The issue brief also highlights St. Louis-based Mercy Health’s telehealth and telemonitoring programs, including its Virtual Care Center. Through these programs, expected inpatient length of stay and mortality rates have declined 40 percent, while the average cost of care has declined, according to the AHA.
The issue brief also urges policymakers and regulators to look at the private sector with private insurers and retail clinics making investments in telehealth. Many private insurers are rapidly incorporating telehealth into their Medicare Advantage, commercial and individual benefit packages, including physician telehealth visits in both urban and rural areas.
However, among public payers, AHA argues, Medicare offers the most limited coverage of telehealth, “paying for a narrow set of services and only in rural areas.” And, the issue brief notes that the Centers for Medicare & Medicaid Services (CMS) has recently allowed for expanded use of telehealth by waiving the geographic and practice setting limitations for providers participating in certain experimental Medicare payment initiatives, such as the Bundled Payments for Care Improvement Initiative (BPCI) and the Next Generation Accountable Care Organization (ACO) model.
According to the Congressional Budget Office (CBO), expanding access to telehealth would increase spending due to higher utilization, the AHA issues brief states. However, the AHA argues that the CBO has “significantly overestimated the cost of adopting telehealth in previous bills that became law.”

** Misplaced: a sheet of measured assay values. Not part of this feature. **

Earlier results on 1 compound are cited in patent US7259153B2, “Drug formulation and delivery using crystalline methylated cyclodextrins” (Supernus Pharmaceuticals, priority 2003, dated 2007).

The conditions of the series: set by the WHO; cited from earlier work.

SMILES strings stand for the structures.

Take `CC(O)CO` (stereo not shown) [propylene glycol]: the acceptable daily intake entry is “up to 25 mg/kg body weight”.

In 2001, Congress authorized the use current limited guidelines on telehealth coverage for Medicare. At that time, CBO predicted telemedicine would cost Medicare $150 million in the first five years after the law was passed. In practice, the program has spent only $57 million on telehealth services over 14 years.
The AHA also says that additional research into telehealth is needed to advance care delivery and enhance the patient experience. Specifically, the AHA issue brief states that additional research “using larger samples sizes, diverse geographies and a broader range of conditions and services, can help policymakers better understand the full range of benefits that telehealth can yield in providing care in more efficient and cost-effective ways.”
“Additionally, the inclusion of telehealth in value-based payment models can help assess the value of telehealth in situations where financial incentives promote quality improvement and cost savings. Finally, geographic limitations on telehealth use should be lifted, as patients regardless of care setting or physical location can benefit from increased access to expert physicians that can promote adherence to treatment plans that reflect the latest clinical best practices,” the AHA states.
“In conclusion, by modernizing Medicare coverage of telehealth, including telehealth services in innovative payment models and committing additional resources to understanding the patient and cost benefits of telehealth, policymakers can advance the delivery of care and benefit patients,” the issue brief stated.